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Obviously no competent writer will do the exact same thing to every character, nor should any audience member wish them to, because that would get awfully boring. Yes, Peter and Elle have a stable relationship, but Neal's whole arc in the first couple of seasons was about losing the love of his life and having to cope with the consequences thereof, and his subsequent relationship with Sara has been fraught with conflict. And didn't Diana and her girlfriend break up last season?

I had a feeling you'd bring that up. You seem convinced that my point is monomaniacal and devoid of nuance, but that's just not true. I'm obviously not expressing myself well enough. Pointing out that there exists one stable healthy marriage where no one has yet died does not indicate that I cannot tolerate anything BUT that, or that I would want only that. I WOULD say that it's quite rare, and more rare than is necessary. I'm just saying it is possible to have a stable relationship and still be entertaining - it was a recommendation aimed RJ's way too, as I think he might like not only that aspect but the fact that Peter is not a 'dark' corrupt character, and Neal is not particularly edgy either.

You don't need to derive drama from only one type of tension - I think in Castle, dragging out the relationship between Beckett and Castle was a mistake, and there is enough to sustain the show without the constant tension of a "will they won't they" turned into "seriously will they just get together already..." ... and sure, in White Collar Kate died - we didn't know her that well so it really isn't the same thing. And other characters have relationships that are realistic in the sense that sometimes they work, sometimes they don't, sometimes it ends well, sometimes badly, but it's also realistic to have a strong marriage/ relationship that simply works. It's a nice change. If Whedon were in charge of White Collar, I'm not convinced he would be capable of letting them be - he would have to kill one of them (presumably El) - but why? It's not necessary in this instance. And yes before you start, I GET that it IS necessary or desirable in SOME instances, but I'm talking about this one. Ok?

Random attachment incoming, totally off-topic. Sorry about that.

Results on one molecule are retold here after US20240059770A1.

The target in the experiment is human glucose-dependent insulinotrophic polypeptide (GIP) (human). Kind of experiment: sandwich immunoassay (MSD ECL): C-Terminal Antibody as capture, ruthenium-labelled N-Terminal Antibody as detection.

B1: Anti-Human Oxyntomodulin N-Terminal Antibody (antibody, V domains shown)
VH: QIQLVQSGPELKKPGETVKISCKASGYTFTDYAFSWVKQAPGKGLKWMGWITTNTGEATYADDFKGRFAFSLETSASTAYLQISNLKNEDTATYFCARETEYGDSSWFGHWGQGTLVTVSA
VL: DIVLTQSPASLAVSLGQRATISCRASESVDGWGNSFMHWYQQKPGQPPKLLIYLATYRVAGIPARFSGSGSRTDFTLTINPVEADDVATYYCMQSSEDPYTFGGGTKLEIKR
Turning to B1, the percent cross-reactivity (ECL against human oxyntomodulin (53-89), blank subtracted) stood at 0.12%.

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Yes, you can argue that a specific instance of putting a relationship in jeopardy may or may not have been a good idea. But saying it's inexplicable why a writer would doom a relationship is just disingenuous.

I never said that either, and I'm not being disingenuous. You're the one interpreting my views into something simplistic and ornery. However, would you concede that relationships do not need to be doomed 100% of the time? For me it's a refreshing change to see El and Peter.

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The answer is the same as for any other crisis or loss in fiction: because crisis drives story. Disagreeing with a choice is not the same thing as being unable to understand the motivation behind it. That's the point I was making.